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Engine, Fuel System, Transmission, Hybrid Cars, Coupe, Convertible, Hatchback, Truck, Sedan, SUV
#167 of 206 Re: Battery Regen Worthwhile ? [dhanley]
Nov 03, 2006 (11:04 am)
My calculations on ultracapacitors, perhaps not including the latest components, showed they have an effective power density the same as NiMH batteries which makes them just as heavy.
Power density is the most important parameter to Toyota.
The earlier model of Prius had 38 7.2v cellpacks of 800w/kg power capability. When the the newer Prismatic cells became available with 1300w/kg they were able to trim the number of cell packs down to 28, at least that is my take.
Since both types of cellpacks weighed in around 1050 gms, and both had energy storage of 46Wh/kg this meant the lighter '03 battery also stored less energy, but its ampacity was much greater which was the major interest to Toyota. On paper this computes to 180 amps, up from 110amp. In practice a maximum of 100 amps seems to be used.
I was just on the Maxwell.com Ultracap site browsing their interesting products with 10Kw/kg power densities but they didn't give the weight of their 650F 2.7v , for example, so I couldn't compute how many amps they could deliver. Of course if it weighed 1kg then 4000amps, but then what is the ESR ? I am not sure I trust their 10kw/kg figure just yet - they are holding too much back. A scalability issue perhaps.
see yhoo prius_stuff #1071,#1165 and #17142 for ultras and regen they could be useful posts, but posts like #1068 refer to the earlier Prius which I think we should keep out of Edmunds to deal with the latest technology here. Also they are not so warm to non owners cluttering their site with speculative postings, these days. Never mind that talk of plunking down $12000 for an EEstor Li-ion, doesn't seem to phase them at all! Buying a Prius is on my horizon but I want the 'right' technology. Small engine, lightweight and no HV battery. In a few words my Prius has to be quick, simple and cheap. A pure series hybrid. I see the HSD as heavy and complicated right now. And rather expensive too I might add.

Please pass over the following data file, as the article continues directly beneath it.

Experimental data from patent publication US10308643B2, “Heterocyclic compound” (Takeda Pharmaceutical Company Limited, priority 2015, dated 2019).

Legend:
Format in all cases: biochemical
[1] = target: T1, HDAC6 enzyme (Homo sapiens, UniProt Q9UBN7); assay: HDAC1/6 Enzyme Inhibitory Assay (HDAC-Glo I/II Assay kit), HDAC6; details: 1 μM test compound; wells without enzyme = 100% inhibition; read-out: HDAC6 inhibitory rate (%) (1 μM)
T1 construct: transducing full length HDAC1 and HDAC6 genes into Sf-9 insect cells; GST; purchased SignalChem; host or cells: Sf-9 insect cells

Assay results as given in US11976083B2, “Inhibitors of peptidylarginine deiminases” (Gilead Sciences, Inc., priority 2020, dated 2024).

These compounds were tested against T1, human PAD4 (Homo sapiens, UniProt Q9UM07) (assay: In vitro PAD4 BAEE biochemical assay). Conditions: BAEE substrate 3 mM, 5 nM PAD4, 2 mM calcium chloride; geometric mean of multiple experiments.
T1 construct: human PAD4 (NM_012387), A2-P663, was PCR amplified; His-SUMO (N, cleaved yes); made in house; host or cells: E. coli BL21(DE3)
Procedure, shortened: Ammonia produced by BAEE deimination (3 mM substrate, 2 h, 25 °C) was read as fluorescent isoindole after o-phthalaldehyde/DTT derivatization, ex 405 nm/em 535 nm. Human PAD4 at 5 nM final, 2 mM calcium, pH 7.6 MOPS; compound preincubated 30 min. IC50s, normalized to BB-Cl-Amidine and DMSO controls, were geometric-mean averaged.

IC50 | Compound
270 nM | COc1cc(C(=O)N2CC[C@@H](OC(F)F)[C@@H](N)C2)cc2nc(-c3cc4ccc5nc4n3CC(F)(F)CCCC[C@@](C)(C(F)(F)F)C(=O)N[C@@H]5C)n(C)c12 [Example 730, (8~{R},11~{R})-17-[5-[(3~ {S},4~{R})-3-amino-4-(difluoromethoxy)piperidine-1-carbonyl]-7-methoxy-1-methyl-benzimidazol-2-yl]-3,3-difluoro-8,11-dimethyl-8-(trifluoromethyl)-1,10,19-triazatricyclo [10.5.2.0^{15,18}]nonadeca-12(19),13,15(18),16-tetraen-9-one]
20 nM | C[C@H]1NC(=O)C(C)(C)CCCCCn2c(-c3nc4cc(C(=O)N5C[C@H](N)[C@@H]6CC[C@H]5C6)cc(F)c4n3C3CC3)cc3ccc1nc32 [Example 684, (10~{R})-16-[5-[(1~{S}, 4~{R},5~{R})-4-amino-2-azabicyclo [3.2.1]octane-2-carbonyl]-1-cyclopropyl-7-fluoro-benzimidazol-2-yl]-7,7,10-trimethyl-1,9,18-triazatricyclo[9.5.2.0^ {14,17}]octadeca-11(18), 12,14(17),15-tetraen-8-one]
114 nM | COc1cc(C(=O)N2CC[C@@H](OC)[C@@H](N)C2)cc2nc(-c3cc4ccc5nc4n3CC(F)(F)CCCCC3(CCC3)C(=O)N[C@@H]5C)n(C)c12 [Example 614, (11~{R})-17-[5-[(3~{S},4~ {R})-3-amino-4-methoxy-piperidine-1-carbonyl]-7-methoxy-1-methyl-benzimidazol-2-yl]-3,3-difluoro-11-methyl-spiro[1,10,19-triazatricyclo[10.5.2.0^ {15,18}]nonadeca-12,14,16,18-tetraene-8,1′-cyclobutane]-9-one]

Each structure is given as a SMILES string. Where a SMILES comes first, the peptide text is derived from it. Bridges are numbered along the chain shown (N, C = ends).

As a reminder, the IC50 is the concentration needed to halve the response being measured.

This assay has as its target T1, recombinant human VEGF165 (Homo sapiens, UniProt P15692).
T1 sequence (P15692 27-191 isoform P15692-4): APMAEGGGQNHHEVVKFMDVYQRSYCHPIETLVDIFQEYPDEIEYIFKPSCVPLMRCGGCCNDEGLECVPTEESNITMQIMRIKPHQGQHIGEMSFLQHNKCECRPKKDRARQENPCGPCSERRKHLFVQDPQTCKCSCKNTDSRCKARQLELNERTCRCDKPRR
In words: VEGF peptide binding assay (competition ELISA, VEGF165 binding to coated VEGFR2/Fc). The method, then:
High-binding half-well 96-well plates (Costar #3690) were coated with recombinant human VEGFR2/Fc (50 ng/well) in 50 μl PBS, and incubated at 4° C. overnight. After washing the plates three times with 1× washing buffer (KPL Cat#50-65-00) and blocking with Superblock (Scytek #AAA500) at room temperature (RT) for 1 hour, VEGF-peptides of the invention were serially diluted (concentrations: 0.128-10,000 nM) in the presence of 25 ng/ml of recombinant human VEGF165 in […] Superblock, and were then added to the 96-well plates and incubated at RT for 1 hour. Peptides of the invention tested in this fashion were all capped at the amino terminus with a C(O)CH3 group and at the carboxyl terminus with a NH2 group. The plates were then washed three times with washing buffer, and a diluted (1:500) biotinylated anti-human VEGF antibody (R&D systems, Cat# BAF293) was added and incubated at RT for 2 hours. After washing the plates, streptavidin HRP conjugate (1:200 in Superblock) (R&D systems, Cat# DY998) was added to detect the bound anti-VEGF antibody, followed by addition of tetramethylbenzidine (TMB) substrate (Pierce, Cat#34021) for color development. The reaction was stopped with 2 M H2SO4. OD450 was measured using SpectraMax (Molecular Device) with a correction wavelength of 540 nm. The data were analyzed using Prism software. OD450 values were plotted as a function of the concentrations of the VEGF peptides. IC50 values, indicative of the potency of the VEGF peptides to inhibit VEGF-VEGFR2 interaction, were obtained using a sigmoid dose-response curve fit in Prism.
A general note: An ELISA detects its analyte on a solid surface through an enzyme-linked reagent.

#168 of 206 Re: [gagrice]
Nov 03, 2006 (7:07 pm)
Lets expand on the engine stop question. A diesel engine is torque heavy. It doesn't relie on horse power. If you allow the engine to operate at a low enough rpm to keep the needed compression to ignite the fuel you can store the excess energy produced as stored energy in the form of compressed hydraulic fluid in the high pressure accumulator. You can also valve the engine to allow the pistons to move under no load until engine power is needed again after the stored fluid energy has been depleted. Diesel engines need heat of compression to ignite the fuel. It is not the re starting of the engine as much as getting the engine up to operating temperature which gives rise to the poor fuel saving with shutting off the diesel engine. Also storing energy in the form of a high pressure fluid gives specific power from 3kw/kg to 7kw/kg at a much lower cost then batteries available today.
#169 of 206 NOx due to combustion temp
Nov 03, 2006 (7:44 pm)
I forgot. If you can lower the compression of a diesel engine you won't burn your fuel as completely. So with the CRD engine by increasing the injection pressures and lowering the amount you get much better distribution of fuel into the cylinder to make up for the lower compression which compensates somewhat with the incomplete burn. This also lowers the NOx output. (Combustion at lower temperatures) They are very close to balancing the compression with the fuel burn issue to lowering the NOx output of the diesel engine without after engine treatments.
#170 of 206 Re: Battery Regen Worthwhile ? [tpe]
Nov 09, 2006 (7:17 am)
I just visited Altair nano's site and saw that the power density of the nanosafe cell is qoted at 4000w/Kg which is three times that of the Prius NiMH. But though the theoretical limit is 180 amps for the Panasonic cell I see that Toyota doesn't risk more than a 50 amp charge (sic) and 100 amp discharge (via scanner).